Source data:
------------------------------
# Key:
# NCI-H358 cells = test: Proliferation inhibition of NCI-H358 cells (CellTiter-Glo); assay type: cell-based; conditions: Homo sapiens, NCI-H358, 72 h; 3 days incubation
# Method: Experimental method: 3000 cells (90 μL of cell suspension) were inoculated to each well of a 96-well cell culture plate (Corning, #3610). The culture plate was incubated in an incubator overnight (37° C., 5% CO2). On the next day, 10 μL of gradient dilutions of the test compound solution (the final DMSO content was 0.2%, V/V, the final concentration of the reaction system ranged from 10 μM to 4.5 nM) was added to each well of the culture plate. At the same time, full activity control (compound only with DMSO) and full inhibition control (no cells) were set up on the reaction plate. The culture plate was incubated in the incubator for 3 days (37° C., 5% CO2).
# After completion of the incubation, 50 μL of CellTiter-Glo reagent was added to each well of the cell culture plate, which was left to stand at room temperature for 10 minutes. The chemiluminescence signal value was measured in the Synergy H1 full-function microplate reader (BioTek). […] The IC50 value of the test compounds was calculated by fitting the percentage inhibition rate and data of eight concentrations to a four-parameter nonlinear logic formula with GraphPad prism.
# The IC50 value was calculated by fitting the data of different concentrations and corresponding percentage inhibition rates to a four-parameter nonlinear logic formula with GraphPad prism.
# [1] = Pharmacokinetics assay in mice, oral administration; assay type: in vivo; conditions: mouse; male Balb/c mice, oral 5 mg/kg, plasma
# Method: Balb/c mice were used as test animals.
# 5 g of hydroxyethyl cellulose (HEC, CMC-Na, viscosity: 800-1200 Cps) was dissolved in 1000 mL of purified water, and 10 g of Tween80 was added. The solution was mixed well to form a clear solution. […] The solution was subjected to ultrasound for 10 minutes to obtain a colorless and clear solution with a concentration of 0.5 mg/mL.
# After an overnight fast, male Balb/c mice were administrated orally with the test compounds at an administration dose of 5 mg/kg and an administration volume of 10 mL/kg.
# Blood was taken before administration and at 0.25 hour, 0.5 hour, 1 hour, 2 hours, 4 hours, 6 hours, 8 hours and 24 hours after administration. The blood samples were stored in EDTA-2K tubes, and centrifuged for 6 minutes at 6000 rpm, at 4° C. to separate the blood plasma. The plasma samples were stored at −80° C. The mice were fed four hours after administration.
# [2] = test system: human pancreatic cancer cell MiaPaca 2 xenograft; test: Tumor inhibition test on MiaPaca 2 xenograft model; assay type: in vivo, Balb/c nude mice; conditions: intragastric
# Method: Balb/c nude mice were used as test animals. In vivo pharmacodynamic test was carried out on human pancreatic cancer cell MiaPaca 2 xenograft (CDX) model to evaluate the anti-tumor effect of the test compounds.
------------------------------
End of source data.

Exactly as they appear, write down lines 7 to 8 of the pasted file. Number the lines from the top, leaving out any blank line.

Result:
# Method: Balb/c mice were used as test animals.
# 5 g of hydroxyethyl cellulose (HEC, CMC-Na, viscosity: 800-1200 Cps) was dissolved in 1000 mL of purified water, and 10 g of Tween80 was added. The solution was mixed well to form a clear solution. […] The solution was subjected to ultrasound for 10 minutes to obtain a colorless and clear solution with a concentration of 0.5 mg/mL.